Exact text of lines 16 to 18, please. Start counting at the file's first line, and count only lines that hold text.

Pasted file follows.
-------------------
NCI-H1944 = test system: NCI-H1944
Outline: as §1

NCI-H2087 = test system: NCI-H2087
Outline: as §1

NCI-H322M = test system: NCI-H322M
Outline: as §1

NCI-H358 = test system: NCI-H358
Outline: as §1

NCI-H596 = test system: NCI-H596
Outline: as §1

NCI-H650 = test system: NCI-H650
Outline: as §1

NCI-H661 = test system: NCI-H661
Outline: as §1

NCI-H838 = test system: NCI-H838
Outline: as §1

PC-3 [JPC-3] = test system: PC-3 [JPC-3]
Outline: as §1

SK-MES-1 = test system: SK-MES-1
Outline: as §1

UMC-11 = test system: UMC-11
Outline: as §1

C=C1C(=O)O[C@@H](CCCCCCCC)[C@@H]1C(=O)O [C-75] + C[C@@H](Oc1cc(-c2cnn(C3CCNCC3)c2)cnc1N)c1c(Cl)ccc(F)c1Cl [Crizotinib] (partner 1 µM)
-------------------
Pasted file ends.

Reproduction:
Outline: as §1

PC-3 [JPC-3] = test system: PC-3 [JPC-3]
Outline: as §1